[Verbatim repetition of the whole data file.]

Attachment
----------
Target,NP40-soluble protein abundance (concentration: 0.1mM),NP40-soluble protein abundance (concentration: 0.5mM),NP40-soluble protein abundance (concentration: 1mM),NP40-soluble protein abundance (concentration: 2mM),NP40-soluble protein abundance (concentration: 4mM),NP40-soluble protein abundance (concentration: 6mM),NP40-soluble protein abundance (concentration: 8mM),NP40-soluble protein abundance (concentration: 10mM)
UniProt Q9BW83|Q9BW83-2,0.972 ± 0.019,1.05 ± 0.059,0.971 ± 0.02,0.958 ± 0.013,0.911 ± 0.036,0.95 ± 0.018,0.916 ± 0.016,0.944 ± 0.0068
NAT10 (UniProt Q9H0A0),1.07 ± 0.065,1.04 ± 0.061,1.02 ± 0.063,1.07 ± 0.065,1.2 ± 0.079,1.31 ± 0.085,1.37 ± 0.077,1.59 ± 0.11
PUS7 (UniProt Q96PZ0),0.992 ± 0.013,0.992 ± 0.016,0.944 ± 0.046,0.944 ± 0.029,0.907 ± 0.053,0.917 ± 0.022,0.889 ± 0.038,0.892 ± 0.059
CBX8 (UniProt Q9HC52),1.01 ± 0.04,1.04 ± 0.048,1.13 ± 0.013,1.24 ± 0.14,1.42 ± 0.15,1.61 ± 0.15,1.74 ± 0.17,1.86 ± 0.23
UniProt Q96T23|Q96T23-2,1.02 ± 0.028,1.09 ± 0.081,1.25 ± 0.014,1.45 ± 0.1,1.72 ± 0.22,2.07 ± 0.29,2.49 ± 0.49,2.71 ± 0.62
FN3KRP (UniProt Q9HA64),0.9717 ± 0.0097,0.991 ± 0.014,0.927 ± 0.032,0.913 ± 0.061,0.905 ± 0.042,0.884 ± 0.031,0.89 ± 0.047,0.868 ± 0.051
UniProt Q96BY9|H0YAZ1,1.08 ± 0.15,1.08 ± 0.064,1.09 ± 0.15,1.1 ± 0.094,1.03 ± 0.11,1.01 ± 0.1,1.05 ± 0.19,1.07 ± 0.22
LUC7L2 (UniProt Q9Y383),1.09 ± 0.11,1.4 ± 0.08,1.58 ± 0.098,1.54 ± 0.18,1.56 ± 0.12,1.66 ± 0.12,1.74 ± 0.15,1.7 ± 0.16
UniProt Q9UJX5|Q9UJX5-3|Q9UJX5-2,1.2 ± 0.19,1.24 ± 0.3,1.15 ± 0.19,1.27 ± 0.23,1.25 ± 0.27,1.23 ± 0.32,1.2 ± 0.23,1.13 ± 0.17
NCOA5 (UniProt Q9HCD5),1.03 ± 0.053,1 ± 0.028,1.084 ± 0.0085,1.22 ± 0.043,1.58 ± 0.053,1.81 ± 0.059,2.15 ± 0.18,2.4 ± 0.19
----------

Target,NP40-soluble protein abundance (concentration: 0.1mM),NP40-soluble protein abundance (concentration: 0.5mM),NP40-soluble protein abundance (concentration: 1mM),NP40-soluble protein abundance (concentration: 2mM),NP40-soluble protein abundance (concentration: 4mM),NP40-soluble protein abundance (concentration: 6mM),NP40-soluble protein abundance (concentration: 8mM),NP40-soluble protein abundance (concentration: 10mM)
UniProt Q9BW83|Q9BW83-2,0.972 ± 0.019,1.05 ± 0.059,0.971 ± 0.02,0.958 ± 0.013,0.911 ± 0.036,0.95 ± 0.018,0.916 ± 0.016,0.944 ± 0.0068
NAT10 (UniProt Q9H0A0),1.07 ± 0.065,1.04 ± 0.061,1.02 ± 0.063,1.07 ± 0.065,1.2 ± 0.079,1.31 ± 0.085,1.37 ± 0.077,1.59 ± 0.11
PUS7 (UniProt Q96PZ0),0.992 ± 0.013,0.992 ± 0.016,0.944 ± 0.046,0.944 ± 0.029,0.907 ± 0.053,0.917 ± 0.022,0.889 ± 0.038,0.892 ± 0.059
CBX8 (UniProt Q9HC52),1.01 ± 0.04,1.04 ± 0.048,1.13 ± 0.013,1.24 ± 0.14,1.42 ± 0.15,1.61 ± 0.15,1.74 ± 0.17,1.86 ± 0.23
UniProt Q96T23|Q96T23-2,1.02 ± 0.028,1.09 ± 0.081,1.25 ± 0.014,1.45 ± 0.1,1.72 ± 0.22,2.07 ± 0.29,2.49 ± 0.49,2.71 ± 0.62
FN3KRP (UniProt Q9HA64),0.9717 ± 0.0097,0.991 ± 0.014,0.927 ± 0.032,0.913 ± 0.061,0.905 ± 0.042,0.884 ± 0.031,0.89 ± 0.047,0.868 ± 0.051
UniProt Q96BY9|H0YAZ1,1.08 ± 0.15,1.08 ± 0.064,1.09 ± 0.15,1.1 ± 0.094,1.03 ± 0.11,1.01 ± 0.1,1.05 ± 0.19,1.07 ± 0.22
LUC7L2 (UniProt Q9Y383),1.09 ± 0.11,1.4 ± 0.08,1.58 ± 0.098,1.54 ± 0.18,1.56 ± 0.12,1.66 ± 0.12,1.74 ± 0.15,1.7 ± 0.16
UniProt Q9UJX5|Q9UJX5-3|Q9UJX5-2,1.2 ± 0.19,1.24 ± 0.3,1.15 ± 0.19,1.27 ± 0.23,1.25 ± 0.27,1.23 ± 0.32,1.2 ± 0.23,1.13 ± 0.17
NCOA5 (UniProt Q9HCD5),1.03 ± 0.053,1 ± 0.028,1.084 ± 0.0085,1.22 ± 0.043,1.58 ± 0.053,1.81 ± 0.059,2.15 ± 0.18,2.4 ± 0.19